- Identity Theft. This is when criminals steal personal information, such as ID and debit card details. They can then use this information to buy things and gain access to more important documents. Fraudsters can access this information via phishing emails and hacking. They can then empty your bank accounts, take out loans, take over your existing accounts, take out multiple mobile phone contracts and obtain documents such as passports and driving licences. Often, they will also your ID to commit further crimes.
In cities and towns, it isn’t unusual to have people knocking on your front door. Door knockers can often be perfectly harmless salespeople, tradesmen, or fundraisers. The problem when it comes to protecting older people is that it’s not always easy to know whether someone is genuine.
Unless you are expecting somebody, the safest thing to do would be to ignore them. If possible, take a peek out of your window or through a peephole on your door and see who is there. If you don’t recognise the person, or feel suspicious, then don’t answer.
On occasions when you do answer the door, you should do the following:
- Only open your door on the chain.
- Ask for photographic ID to prove that the knocker is who they claim to be.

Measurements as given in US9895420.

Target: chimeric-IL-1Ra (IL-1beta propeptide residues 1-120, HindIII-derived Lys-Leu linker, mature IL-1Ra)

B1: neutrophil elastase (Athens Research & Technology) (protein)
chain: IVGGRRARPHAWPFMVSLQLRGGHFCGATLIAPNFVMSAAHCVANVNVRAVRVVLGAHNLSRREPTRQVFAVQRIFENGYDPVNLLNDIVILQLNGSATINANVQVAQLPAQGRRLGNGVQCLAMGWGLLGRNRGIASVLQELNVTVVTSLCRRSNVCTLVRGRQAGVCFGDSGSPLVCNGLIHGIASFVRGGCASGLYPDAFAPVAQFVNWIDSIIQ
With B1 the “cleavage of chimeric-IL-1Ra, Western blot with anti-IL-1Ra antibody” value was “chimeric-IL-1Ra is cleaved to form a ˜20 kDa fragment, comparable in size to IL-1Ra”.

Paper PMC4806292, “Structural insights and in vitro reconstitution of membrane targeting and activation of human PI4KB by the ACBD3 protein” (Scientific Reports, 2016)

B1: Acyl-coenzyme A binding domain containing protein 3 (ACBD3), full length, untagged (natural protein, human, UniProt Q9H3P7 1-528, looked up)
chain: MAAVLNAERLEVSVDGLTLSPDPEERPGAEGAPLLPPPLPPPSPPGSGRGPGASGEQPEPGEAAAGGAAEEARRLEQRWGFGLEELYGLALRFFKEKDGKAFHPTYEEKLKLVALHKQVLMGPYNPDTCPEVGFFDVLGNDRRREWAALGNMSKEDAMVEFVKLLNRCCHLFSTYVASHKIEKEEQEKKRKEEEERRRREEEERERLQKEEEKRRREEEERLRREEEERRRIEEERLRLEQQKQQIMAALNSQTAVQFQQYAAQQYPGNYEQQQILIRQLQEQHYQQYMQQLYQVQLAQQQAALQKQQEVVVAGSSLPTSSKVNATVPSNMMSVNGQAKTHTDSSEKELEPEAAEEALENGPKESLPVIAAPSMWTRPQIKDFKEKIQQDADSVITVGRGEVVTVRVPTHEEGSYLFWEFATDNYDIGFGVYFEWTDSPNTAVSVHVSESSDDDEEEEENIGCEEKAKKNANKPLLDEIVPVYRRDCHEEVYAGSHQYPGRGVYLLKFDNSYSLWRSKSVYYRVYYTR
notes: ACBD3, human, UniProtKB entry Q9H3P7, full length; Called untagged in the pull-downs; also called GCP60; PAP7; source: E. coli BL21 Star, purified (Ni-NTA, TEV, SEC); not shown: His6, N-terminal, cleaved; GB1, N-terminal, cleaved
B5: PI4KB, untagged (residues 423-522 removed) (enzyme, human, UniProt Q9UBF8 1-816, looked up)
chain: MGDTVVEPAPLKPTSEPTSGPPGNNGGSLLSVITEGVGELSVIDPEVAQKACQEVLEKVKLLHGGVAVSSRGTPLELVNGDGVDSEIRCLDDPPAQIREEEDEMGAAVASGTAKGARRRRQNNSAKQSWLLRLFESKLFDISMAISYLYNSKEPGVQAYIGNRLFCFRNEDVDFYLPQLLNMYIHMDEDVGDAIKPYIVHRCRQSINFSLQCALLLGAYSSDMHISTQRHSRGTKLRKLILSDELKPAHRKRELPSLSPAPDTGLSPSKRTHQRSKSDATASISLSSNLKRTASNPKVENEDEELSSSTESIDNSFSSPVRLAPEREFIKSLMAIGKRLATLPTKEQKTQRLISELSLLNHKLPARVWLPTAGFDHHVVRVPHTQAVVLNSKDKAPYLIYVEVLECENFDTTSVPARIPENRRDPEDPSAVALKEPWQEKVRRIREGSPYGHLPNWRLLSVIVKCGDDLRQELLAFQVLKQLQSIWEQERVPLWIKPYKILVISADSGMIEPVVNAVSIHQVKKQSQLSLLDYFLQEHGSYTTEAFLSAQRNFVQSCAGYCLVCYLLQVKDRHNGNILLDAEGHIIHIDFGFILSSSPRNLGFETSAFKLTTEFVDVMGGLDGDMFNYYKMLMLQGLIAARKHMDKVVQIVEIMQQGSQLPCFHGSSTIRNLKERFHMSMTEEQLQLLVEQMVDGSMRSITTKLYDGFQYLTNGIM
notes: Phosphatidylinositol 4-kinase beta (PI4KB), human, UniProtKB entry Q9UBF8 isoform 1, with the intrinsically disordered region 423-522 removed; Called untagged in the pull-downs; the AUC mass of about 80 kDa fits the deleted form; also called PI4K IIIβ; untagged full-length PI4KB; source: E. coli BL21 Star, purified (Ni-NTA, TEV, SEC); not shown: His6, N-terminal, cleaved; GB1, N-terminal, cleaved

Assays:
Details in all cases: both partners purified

- Ask plenty of questions.
- Don’t think twice about saying no and closing the door.
If the door knocking is constant, then please contact a member of your family or the Police. You can also readily pick up a ‘no sales or cold callers’ sticker to put on your door, which can at least let some door knockers know you won’t answer.
If a salesperson or workman comes to your door promoting their business, you should always be wary. If you do open the door, you should first follow the tips mentioned previously in this article.
Many builders or other workmen will knock on your door and try to convince you that some form of work needs doing to your home. They will say that they have noticed something about your home that needs repairs or work. This could be:
- Tree cutting
They will then proceed to give you a price for all the work and ask for the money upfront. In some cases, the “builders” will start the work but then never come back – leaving you with an unfinished project and a huge hole in your wallet.
The sad reality is that older people are the main targets. Salesmen will try their best to confuse you by using jargon associated with the industry, whilst putting unfair amounts of pressure on you to sign-up. The key thing to remember is that if you really needed what they were offering, you would already have had it done.
As with other general door knockers, the best thing to do is to close the door and end the conversation as soon as possible. If you feel frightened or suspicious please call the police, a loved one or press your personal alarm button.
The key thing to remember is that if you really needed what they were offering, you would already have had it done.”
There are plenty of security options for you to install for your home. If you are concerned, start with CCTV and a burglar alarm. Just having these visible on the exterior of your home will make criminals think twice about targeting your home.
There are also basic upgrades you can make to your doors and windows. These could include mortice locks, night-latches and door chains. You should also invest in some weather-proof padlocks for your gates and shed.